Realization

Strictly speaking, there is nothing to realize.

Our natural state is happiness (peace, bliss, stillness).

Happiness is a state of being and unhappiness is a state of doing. Mental activity obscures natural peace. The more intense the activity, the more obscuring it is.

Asking our mind to find peace is like asking a muddy toddler to show us our immaculate living room. The mind is the principle of agitation, so it can’t show us the way to stillness or be still. The mind is a false limitation on consciousness – stillness is what we actually are.

All that is required from us is to be still. What could be simpler than that?

Ramana Maharshi

The solution is the non-existence of the problem.

People asked Ramana Maharshi what they should do to get enlightened. He told them they should reject the notion that they are not enlightened already. “Look for the one who seeks enlightenment,” he said.

You look for the barrier, but you can’t find it. You can’t find whatever is holding you back because it’s not there. We are always one thought away from stillness and peace.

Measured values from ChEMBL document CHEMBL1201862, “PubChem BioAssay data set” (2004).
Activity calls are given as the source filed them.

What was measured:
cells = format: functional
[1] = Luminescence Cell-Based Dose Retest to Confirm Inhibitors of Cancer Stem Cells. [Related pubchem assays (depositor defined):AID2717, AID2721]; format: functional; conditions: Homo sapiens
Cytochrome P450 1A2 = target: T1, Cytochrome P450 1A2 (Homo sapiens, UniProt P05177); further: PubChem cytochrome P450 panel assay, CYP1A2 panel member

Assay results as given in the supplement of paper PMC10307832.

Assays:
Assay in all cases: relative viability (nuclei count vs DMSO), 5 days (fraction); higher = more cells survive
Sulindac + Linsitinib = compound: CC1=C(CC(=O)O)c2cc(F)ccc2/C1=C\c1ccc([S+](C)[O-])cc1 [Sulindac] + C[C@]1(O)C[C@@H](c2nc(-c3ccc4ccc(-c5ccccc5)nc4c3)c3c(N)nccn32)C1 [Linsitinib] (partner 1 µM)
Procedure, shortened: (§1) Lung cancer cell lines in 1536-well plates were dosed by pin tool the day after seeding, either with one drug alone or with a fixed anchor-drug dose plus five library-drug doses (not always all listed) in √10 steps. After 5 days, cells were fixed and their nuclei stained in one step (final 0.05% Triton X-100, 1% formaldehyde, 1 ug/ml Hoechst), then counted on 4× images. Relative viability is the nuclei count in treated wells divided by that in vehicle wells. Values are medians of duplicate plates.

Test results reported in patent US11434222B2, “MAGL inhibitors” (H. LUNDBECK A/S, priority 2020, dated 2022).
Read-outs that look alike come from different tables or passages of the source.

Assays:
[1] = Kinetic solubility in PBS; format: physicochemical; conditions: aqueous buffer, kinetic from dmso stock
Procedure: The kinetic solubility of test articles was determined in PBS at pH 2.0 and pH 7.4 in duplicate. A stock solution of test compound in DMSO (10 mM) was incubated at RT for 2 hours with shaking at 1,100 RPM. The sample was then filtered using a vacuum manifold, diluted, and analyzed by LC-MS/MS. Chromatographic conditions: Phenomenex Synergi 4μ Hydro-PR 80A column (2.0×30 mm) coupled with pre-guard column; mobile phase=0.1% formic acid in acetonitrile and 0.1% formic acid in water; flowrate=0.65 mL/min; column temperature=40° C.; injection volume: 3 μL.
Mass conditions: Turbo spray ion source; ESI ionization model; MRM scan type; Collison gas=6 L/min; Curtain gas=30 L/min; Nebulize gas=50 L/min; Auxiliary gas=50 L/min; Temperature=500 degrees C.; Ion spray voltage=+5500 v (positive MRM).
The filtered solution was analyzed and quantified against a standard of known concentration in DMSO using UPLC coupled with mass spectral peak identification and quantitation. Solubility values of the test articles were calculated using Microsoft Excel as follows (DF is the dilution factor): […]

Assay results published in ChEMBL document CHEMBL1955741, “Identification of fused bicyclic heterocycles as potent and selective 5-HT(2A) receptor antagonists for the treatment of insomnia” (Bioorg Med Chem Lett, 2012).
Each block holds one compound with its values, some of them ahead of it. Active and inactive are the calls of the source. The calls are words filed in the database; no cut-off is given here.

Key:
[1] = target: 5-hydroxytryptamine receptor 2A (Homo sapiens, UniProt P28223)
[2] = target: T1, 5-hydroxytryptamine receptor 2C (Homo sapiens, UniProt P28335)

“I have to find stillness and peace,” is that thought. Let it go, and you will see you’re already there.

Realization is permanently available.

If a spiritual insight is an indelible mark, then realization is a permanent eraser.

A spiritual insight is like exchanging a small prison for a magnificent one. Your conceptual scheme may be beautiful, but it has its limitations. You have to remember it, for one thing.

Realization is liberation. Liberation is permanently available here and now. To “attain” it, we must only want to simply be more than we want mental activity.

Ten thousand flowers in spring,
The moon in autumn,
A cool breeze in summer,
Snow in winter.

If your mind isn’t clouded by unnecessary things,
This is the best season of your life.

Wu Men

The end of suffering doesn’t have qualifying conditions.

We think we need to have a blinding insight, after which we’ll stop suffering. But the insight is that we don’t have to suffer.

Our primary confusion is the idea that realization has something to do with conceptual insights or external events.

We think we can abide in the stillness we are only after we’ve solved our problems or attained a new insight. We think we must find inner stillness externally. But stillness has nothing to do with external events. Stillness is what existed before mental activity arose, and it’s what is left when such activity ceases.


The present moment holds the key to liberation.

Eckhart Tolle


image credit: Kyle Hoobin